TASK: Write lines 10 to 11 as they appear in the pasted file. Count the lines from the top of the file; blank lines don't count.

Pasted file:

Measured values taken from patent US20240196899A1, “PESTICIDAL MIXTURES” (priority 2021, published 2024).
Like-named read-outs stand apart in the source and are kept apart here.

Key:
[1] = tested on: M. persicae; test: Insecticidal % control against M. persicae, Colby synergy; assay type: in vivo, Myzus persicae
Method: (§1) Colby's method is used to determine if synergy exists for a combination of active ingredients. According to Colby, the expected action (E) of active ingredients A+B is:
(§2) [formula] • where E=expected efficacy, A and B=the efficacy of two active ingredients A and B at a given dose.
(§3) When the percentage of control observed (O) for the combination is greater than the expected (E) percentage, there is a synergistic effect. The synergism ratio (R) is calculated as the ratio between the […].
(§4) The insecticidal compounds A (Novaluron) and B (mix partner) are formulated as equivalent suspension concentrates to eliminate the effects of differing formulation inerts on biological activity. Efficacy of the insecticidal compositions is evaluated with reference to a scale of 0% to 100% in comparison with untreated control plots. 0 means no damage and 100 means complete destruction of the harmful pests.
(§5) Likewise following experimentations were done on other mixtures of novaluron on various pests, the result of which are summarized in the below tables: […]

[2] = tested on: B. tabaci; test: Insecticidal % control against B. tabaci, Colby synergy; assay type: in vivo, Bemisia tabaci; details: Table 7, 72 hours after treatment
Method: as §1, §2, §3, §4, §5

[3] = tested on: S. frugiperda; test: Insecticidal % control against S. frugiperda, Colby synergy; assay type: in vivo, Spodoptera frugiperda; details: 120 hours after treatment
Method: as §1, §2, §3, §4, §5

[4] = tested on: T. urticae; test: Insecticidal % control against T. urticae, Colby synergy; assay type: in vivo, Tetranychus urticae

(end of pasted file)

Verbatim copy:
[2] = tested on: B. tabaci; test: Insecticidal % control against B. tabaci, Colby synergy; assay type: in vivo, Bemisia tabaci; details: Table 7, 72 hours after treatment
Method: as §1, §2, §3, §4, §5